When the Samsung Galaxy S7 and S7 Edge were announced last month, I’d only had a short amount of time to get my hands-on the device, but having now spent three days using it as my daily driver, it’s time to take a look at the best and worst of the handset.
There’s a more detailed full review to check out too, of course, but these are my favorite – and least favorite – bits of the phone after three days.
Another conference. “Great.”
This one’s different, trust us. Our new event for New York is focused on quality, not quantity.
Your favorites (or frustrations) may vary.ba
Things I like
The phone is just as good looking as the first Edge – more so, in fact, as you can now get a black model Galaxy S smartphone again, which hasn’t been the case for a while. The additional curve added to the rear panel also helps the phone feel more comfortable in your hands.
The Edge panels are useful for the first time. Yes previous models used them but they weren’t particularly useful – now you can quickly flick through a whole load of different information without having to jump through other menus. I still don’t use them all the time – you really need to get into the habit of actually realizing it’s useful – but I have at least used them this time out.
The always-on display is handier than I thought. While I could see the theoretical benefit of the always-on display, I doubted how much use it would really be. I was wrong. Sure, virtually every screen around me has a clock on it and I wear an S2 Classic most days, but it still came in handy. Make of that what you will.
The camera is much improved. Lots of phones can take respectable, if not glorious photos in bright sunlight, but most smartphones suffer in more dull or outright dark conditions. From early testing with the S7 Edge, this shouldn’t be too much of a problem. I also like the live effects preview and quick controls for adjusting the strength of the effect before you even take a shot.
MicroSD cards return! This might seem like a small one, but I don’t necessarily want to spend an inordinate amount of time deleting photos or apps simply to be able to continue to use my phone. And nor do I want to store my entire life in the cloud necessarily.
Samsung now supports moving apps to a microSD card to free up space, in addition to photos, although it does it in a non-standard way.
Quick charge lets you go from zero to max in less than two hours – but only when using the included cable/charger.
Waterproofing brings peace of mind. For me, the idea of going swimming with my phone isn’t one that really appeals – and nor should it if you’re planning on buying an S7 or S7 Edge, both are IP68 rated, but they’re not designed for prolonged use at any sort of depth. What it does mean, however, is that you don’t need to worry if drop it in the sink when you’re doing the dishes, or you can take it in the shower if you just can’t pull yourself away from the latest episode of Serial.
The fingerprint sensor actually works. Don’t underestimate how frustrating a sometimes-functioning fingerprint sensor can be. Needing to attempt it four or five times sort of renders the convenience of it useless. Luckily, this isn’t the case for the S7 Edge and I find it more reliable buried in the home button where it is, rather than on the back such as on a Huawei or HTC, or on the side like on the Nextbit Robin.
It doesn’t use USB Type C. This might feel counter-intuitive, but I’m pretty happy that the S7 doesn’t use the new standard connector, because in reality it hasn’t yet established itself as the standard. What this means is that when you forget your cable, you’re screwed. No one will have one in your office, most likely. The situation will be better when Type C is more commonplace, but for now there’s not a lot of difference between proprietary and standardized.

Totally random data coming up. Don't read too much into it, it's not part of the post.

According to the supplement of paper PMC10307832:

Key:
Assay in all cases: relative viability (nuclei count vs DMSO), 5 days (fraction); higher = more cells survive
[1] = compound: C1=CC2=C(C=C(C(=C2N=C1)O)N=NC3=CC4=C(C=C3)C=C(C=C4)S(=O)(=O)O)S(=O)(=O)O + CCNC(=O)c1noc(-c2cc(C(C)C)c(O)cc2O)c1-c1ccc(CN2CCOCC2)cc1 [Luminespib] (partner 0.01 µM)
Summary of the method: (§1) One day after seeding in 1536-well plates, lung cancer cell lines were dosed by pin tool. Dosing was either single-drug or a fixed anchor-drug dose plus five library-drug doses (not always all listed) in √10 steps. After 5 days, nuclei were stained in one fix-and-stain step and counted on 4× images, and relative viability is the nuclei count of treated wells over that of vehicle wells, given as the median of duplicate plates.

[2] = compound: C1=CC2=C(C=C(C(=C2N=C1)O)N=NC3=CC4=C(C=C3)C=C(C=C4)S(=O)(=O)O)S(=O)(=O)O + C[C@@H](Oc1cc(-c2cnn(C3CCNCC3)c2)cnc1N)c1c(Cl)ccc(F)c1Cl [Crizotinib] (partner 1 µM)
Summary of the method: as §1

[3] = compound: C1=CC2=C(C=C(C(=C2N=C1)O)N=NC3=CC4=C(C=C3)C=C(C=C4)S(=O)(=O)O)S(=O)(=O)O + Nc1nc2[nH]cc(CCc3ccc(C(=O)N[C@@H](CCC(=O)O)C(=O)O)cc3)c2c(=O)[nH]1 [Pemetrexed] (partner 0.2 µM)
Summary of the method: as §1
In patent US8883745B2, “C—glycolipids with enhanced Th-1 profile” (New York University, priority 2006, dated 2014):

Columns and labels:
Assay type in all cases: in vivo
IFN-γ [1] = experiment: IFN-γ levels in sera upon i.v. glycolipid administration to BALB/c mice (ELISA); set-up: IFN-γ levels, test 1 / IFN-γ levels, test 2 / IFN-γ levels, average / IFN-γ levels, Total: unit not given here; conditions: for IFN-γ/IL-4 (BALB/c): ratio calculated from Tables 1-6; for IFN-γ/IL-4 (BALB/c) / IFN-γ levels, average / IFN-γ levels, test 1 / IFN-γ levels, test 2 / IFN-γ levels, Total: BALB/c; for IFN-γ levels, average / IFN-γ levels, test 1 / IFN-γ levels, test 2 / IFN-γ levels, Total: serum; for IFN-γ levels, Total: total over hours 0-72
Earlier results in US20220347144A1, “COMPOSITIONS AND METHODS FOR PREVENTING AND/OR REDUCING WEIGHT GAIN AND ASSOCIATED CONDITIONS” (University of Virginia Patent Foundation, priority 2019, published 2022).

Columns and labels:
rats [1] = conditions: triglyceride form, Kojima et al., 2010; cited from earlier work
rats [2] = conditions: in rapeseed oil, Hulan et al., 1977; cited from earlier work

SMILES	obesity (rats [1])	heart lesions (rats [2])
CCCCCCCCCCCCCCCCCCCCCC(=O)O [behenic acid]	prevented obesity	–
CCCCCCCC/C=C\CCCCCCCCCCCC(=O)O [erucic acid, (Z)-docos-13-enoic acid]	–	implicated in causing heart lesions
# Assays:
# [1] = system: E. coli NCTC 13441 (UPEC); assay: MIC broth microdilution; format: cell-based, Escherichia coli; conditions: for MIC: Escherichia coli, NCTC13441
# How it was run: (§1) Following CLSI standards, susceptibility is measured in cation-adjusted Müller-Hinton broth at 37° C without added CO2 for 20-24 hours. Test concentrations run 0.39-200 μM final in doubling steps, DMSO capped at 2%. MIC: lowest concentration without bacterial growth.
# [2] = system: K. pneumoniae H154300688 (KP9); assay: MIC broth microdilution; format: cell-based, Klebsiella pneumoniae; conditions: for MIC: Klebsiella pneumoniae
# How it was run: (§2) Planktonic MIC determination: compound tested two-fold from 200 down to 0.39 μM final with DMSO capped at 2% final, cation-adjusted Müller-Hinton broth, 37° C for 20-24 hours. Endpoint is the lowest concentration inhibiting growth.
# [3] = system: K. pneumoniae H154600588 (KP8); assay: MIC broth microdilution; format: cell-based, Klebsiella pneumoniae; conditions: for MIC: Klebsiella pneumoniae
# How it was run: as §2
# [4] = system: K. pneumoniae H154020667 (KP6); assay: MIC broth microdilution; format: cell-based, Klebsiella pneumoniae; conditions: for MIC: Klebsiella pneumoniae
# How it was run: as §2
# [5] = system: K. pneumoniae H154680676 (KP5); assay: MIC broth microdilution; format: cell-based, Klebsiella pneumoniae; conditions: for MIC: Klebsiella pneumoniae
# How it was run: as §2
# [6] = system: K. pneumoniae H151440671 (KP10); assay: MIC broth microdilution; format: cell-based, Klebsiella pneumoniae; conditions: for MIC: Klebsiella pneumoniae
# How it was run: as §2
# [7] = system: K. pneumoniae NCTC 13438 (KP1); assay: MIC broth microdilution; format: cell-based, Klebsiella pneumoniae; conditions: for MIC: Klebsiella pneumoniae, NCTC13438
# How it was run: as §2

Things I don’t
It’s beautiful – and sort of slippery to hold. The front is curved, the screen goes all the way round and the back also now has an additional curve. It makes it more comfortable, but no less drop prone. In reality, if you’re handing over your cold, hard cash for this phone you’ll probably want to put it in a case to protect it, which sort of ruins that beautiful design.
The battery life was oddly short on my first day. The 3,600mAh pack powers a beefy phone and does a fine job, but on the first day it really felt like it was coming up short. Admittedly, I was setting the phone up, downloading apps, updating everything etc. – so it was a highly demanding day for the battery. Since then, it’s seemed a little better on battery life. By around 6PM, I’m down to around 50 percent with average use – not light use, but no video streaming either.
You probably won’t get a full two days out of it if you’re a demanding user but that might not be a problem for you – and the quick charging really helps in this regard. The battery definitely didn’t make the same impression of longevity that the Mate 8’s did though. I’ll continue to keep an eye on this one.
There might be a few software issues still waiting to be worked out. While performance has been zippy and almost faultless so far, the ‘almost’ part of that sentence refers to one occassion where it froze for 30 seconds to a minute, and then just rebooted with no warning. Often, software updates roll out to fix this sort of niggling issue, but it defintely stopped and made me go, ‘Hmm’.
The screen is still a fingerprint magnet, but perhaps that’s just the price of beauty.
There are lots of reasons to like the Samsung Galaxy S7 and a decreasing number to dislike the family of handsets – if Samsung can take this sort of approach to the rest of its devices, it should continue to see commercial success. However, whether these small problems will be quickly ironed out, or whether they’ll grow to be real annoyances still remains to be seen.